He didn't say, he had given up hope, on the contrary, he says they're forced into a hopless situation, which cannot help them and fails to address the underlying uissues and causes of an addiction.

    He also needn't know how bad withdrawl feels like, when it can be easily avoided or overcome with the right motivation.I'm not complaining on how hard years of training were and how cruely my competitors in a sportsevent were forcing me, when I, in the end, know I'll be lucky with what I'll then have achieved, because I know that ever since I'm doing it, and don't give up halfways shaking and cramping of cold and hypoglycaemia, short sleeved at 8°C with snow around, heavy fogs and rain at 1400m of hight and fearing the descend with 80km/h on a wet street, the finish line is worth it.

    Right, withdrawl, the worst thing in their lives, but there might be things even worse than withdrawl and addiction to a substance.Much worse.

    He didn't say `stopping all help´, he said, that the methods are wrong and there might be more efficient methods, given, the system of buraucracy changed. And I admit, I'd rather live among in secrecy addicted humans, than among slaughtering ideologists.

    And down the line, are most addicts ashamed of their addiction, because they have an addictive behaviour, or are they ashamed of the way they're treated, having this addiction? Peer-pressure can bring one down to the ground and beget opportune(where is our hero?On TV, right!), even if the reason for that pressure is wrong.(as seen within fascist Germany)

    We all want to be accepted by the society we live in, accepted in what we're achieving and in what our personality really is made of -imho- it's easy to make desparate addicts talk by the mouth to those Peers, as we all want to be accepted, nor be treated like dirt or excuse the sitaution they're in.

    We, once being kicked out of the Peers' system, therby doomed to fail in every way and every effort given and not being recognized in a positive way, easily admit to the situation, as it, being the fault of a drug-"desease" or illness and all resulting faults were ours, but mostly that of that said illness, thereby making ourselves the ones (admitting to an own failure, to look like one were honourable according to the Peers' conventions,) the society should take care of and failing in changing addictive habits (aka chemically induced addiction, like eating and drinking is chemically induced) were an illness, so our on the society relying existenze is not threatened that much anymore and bureaucratic help granted; the Peer-pressure is turned partially away, swapped for an nearly incurable desease, by convention, making us look like heroes *(wishful thinking, with cancer or a heart-attack, you're seen as a hero, but not with an mental illness or an addiction, with that, you're a fungus or mold on the feet of society and those keeping you in check are seen and see themsleves as heroes, maybe you get an chritian-inspired hand-shake or grin or pray, but that's just not for you neither respecting the situation you're in).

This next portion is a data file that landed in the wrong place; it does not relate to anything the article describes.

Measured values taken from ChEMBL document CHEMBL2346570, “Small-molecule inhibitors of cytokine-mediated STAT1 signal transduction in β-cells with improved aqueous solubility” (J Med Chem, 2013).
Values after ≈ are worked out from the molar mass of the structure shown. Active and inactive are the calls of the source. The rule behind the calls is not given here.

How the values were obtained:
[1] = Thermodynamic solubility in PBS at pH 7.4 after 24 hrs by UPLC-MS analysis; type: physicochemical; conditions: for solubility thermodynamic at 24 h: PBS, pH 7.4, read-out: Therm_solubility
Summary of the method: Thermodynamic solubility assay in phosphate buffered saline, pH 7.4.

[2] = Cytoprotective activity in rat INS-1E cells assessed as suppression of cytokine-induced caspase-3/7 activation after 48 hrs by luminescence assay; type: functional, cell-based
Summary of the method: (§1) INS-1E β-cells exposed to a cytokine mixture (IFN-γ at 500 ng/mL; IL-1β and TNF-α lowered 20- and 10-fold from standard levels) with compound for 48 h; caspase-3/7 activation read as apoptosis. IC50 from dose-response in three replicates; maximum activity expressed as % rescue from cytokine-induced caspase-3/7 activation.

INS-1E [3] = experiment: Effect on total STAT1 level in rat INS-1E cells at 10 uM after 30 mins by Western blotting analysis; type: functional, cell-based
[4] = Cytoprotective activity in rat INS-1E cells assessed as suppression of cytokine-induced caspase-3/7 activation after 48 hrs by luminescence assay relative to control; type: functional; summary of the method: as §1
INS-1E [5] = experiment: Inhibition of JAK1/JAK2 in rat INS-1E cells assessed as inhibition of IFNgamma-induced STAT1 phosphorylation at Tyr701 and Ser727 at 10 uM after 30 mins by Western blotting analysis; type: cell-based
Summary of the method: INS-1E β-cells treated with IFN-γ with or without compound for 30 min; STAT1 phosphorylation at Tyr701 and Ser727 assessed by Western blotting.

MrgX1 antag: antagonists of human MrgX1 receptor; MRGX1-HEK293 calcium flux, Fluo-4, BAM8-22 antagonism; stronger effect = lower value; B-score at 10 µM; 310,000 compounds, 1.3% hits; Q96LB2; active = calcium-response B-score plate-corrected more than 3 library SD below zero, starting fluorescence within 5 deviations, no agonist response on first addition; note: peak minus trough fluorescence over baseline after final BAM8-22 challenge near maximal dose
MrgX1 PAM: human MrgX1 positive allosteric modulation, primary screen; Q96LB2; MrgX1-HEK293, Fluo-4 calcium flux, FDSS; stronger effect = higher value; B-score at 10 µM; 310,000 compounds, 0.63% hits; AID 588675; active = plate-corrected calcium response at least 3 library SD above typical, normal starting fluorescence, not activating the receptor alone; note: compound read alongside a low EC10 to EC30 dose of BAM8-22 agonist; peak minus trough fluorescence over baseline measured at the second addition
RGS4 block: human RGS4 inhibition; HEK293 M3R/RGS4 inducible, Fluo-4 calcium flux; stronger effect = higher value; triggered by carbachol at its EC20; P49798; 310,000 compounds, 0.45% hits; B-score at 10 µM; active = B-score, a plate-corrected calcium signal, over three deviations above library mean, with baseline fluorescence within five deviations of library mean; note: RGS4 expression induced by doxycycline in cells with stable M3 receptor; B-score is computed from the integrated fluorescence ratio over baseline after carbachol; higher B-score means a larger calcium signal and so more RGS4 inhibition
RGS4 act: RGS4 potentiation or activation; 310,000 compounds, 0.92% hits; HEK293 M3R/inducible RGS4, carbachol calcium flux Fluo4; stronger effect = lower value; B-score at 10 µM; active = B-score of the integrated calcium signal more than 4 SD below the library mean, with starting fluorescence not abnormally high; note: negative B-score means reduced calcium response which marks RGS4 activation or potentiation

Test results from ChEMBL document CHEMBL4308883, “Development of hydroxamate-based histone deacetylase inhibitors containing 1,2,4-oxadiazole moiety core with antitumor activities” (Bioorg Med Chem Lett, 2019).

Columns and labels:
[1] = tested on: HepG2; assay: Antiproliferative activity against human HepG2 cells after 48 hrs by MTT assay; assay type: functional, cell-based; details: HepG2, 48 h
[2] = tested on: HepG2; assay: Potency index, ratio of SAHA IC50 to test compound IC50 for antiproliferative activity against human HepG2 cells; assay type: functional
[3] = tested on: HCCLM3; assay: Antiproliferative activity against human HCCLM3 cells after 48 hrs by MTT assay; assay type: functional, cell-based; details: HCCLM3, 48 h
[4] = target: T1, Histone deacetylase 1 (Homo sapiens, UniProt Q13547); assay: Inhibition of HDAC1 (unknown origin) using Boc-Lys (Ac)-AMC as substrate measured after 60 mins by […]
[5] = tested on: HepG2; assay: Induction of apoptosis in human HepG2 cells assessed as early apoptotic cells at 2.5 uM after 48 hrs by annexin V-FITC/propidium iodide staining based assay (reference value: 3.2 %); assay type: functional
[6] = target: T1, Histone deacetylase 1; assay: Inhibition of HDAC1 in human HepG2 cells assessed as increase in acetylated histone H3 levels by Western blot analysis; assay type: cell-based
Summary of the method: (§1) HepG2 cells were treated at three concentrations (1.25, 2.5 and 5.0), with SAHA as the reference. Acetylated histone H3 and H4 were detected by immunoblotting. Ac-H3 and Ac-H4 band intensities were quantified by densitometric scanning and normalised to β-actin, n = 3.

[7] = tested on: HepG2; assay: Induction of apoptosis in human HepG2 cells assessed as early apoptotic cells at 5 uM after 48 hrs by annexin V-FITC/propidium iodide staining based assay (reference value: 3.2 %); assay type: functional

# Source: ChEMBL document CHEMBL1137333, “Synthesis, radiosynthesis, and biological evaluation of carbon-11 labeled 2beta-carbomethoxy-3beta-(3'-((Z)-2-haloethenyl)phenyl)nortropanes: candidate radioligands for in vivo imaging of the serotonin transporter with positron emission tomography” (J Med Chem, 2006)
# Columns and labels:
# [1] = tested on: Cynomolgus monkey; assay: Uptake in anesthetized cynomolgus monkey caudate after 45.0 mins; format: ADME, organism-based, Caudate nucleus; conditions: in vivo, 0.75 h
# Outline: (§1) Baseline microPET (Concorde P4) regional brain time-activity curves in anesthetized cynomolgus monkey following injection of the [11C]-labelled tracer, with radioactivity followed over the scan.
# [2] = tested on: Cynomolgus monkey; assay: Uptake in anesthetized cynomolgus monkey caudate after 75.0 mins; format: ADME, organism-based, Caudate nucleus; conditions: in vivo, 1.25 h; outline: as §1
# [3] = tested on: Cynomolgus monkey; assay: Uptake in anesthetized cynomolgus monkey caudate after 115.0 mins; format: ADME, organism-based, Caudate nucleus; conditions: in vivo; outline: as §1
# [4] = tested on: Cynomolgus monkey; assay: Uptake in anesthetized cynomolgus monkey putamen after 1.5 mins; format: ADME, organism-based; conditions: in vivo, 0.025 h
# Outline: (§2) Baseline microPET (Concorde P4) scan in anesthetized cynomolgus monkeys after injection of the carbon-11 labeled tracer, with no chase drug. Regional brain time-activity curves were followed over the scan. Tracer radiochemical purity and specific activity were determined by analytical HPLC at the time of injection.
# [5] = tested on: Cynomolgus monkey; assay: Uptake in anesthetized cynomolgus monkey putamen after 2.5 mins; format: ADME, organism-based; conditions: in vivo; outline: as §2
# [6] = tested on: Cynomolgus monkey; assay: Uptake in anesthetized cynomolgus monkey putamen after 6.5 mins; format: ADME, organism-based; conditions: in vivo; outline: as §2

stoneinfocus added 120 Minutes and 24 Seconds later...

    So shall we again rely on dictatorship and killing to control the human factor? Or might there be drawn a line between freedom and dictatorship in controlling the habits of the human factor, within constitutional power and by the definition of a, then hardly be called free anymore, society? -not going into an discussion about the philosophy of freedom in your privacy, as in the sense of a state's constitution, a constitution can be clearyl defined as free or as a dictatorship.
  17. Lobsang
    Well I was not aware that one could control the human factor. Only nurture it.
  18. stoneinfocus

    stoneinfocus added 11 Minutes and 10 Seconds later...

    I feel/felt exactly the same, without any addiction, when I was forced to live on the streets, wounded, by the witneesing of my family and the judge's verdict. He didn't evne have to see me, or hear my opinion. One court-employee, coming to me in hospital at my bed, handing me out the letter and disappeared(powdered nutrition supplements are of course just about to explode, like citrulline malate or acetyl carnitine).It's just that easy and heroin is just the perfect metaphor and actually the heroin addict is right, he just found another way to express it, without getting insane or breaking down on seeing the injustice done. Artists don't make failures, they perfectly express the music around them.
  19. Stiney
    Swim does actually agree with the overall message, however badly put it is, that this guy is trying to get at. That is, that simply handing out substitute drugs to addicts forever is not an adequate way to treat heroin addiction. Chemical maintenance is supposed to be, or at least should be, used as an emergency temporary interveening measure. Prescribing an addict methadone/phi/buprenorphine should be a short term thing designed to create a buffer period of time to allow an addict to begin genuinly beneficial treatment. To address the reasons behind thier continued use of heroin beyond addiction and to help them overcome these issues.